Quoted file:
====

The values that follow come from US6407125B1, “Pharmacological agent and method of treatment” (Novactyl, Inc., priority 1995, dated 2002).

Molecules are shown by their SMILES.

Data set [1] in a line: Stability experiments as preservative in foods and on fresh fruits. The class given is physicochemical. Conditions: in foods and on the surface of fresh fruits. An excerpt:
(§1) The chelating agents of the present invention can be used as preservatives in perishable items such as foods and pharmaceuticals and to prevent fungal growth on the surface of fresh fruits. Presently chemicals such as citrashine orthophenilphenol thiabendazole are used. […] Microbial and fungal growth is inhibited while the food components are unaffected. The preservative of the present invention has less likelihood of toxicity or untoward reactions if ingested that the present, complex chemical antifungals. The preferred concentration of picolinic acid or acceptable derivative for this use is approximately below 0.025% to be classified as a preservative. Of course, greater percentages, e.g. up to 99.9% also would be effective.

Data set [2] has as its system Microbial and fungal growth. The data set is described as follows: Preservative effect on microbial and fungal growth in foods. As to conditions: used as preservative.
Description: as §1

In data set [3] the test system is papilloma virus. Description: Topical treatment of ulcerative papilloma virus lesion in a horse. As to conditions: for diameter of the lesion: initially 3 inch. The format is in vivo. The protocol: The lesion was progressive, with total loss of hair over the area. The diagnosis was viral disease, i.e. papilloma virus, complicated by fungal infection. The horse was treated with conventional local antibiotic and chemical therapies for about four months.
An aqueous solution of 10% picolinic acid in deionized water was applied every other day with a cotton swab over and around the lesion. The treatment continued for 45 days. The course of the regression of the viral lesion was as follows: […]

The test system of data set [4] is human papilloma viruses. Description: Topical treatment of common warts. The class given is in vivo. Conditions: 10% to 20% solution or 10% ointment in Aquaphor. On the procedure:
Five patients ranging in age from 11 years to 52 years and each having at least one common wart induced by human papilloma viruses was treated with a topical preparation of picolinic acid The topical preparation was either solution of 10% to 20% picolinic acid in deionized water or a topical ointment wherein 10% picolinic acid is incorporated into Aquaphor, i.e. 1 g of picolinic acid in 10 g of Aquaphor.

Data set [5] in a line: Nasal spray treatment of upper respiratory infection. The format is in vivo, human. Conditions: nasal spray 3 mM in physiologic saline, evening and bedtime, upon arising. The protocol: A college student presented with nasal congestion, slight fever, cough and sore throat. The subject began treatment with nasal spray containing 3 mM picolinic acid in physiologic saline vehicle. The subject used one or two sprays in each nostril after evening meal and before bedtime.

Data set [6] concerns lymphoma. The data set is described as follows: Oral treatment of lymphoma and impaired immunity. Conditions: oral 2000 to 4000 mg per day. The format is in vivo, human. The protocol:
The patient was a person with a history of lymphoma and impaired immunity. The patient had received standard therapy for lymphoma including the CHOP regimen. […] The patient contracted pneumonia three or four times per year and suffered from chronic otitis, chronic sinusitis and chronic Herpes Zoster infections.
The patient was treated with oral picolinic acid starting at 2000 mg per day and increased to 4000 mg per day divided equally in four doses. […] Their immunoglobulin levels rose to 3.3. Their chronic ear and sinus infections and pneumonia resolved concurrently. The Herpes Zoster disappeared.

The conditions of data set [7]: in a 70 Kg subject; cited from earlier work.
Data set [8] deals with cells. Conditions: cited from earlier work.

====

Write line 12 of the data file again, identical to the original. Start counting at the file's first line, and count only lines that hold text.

Data set [6] concerns lymphoma. The data set is described as follows: Oral treatment of lymphoma and impaired immunity. Conditions: oral 2000 to 4000 mg per day. The format is in vivo, human. The protocol: